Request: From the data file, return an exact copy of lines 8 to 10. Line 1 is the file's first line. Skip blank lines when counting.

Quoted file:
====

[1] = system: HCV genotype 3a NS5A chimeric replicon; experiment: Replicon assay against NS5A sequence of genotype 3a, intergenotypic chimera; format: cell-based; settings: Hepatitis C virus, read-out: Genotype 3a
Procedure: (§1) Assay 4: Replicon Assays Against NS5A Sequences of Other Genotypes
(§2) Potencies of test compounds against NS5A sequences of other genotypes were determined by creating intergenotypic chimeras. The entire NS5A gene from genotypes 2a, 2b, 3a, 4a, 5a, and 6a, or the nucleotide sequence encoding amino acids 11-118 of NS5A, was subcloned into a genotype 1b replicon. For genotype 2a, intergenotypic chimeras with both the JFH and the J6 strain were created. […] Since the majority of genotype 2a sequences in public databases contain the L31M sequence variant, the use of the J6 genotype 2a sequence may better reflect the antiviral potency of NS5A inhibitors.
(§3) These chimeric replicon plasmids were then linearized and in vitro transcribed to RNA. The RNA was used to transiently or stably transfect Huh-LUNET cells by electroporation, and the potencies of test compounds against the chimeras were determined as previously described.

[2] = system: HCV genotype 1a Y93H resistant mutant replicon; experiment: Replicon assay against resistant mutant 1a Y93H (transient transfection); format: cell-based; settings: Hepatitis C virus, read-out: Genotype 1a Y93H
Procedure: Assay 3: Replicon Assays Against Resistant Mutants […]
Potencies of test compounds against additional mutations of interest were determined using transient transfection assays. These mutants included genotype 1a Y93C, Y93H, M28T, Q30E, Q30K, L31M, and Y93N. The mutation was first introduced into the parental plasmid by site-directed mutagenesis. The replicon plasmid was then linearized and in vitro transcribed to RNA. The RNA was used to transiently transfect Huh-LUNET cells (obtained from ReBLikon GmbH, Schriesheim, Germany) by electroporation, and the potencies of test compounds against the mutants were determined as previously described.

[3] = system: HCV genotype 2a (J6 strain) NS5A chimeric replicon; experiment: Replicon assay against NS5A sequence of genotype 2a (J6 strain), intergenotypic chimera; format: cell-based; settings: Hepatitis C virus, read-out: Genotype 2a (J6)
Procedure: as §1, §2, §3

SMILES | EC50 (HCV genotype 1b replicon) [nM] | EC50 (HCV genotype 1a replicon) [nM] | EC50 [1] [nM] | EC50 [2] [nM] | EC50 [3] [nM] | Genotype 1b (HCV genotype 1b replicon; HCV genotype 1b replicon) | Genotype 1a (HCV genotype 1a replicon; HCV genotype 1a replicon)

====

[3] = system: HCV genotype 2a (J6 strain) NS5A chimeric replicon; experiment: Replicon assay against NS5A sequence of genotype 2a (J6 strain), intergenotypic chimera; format: cell-based; settings: Hepatitis C virus, read-out: Genotype 2a (J6)
Procedure: as §1, §2, §3

SMILES | EC50 (HCV genotype 1b replicon) [nM] | EC50 (HCV genotype 1a replicon) [nM] | EC50 [1] [nM] | EC50 [2] [nM] | EC50 [3] [nM] | Genotype 1b (HCV genotype 1b replicon; HCV genotype 1b replicon) | Genotype 1a (HCV genotype 1a replicon; HCV genotype 1a replicon)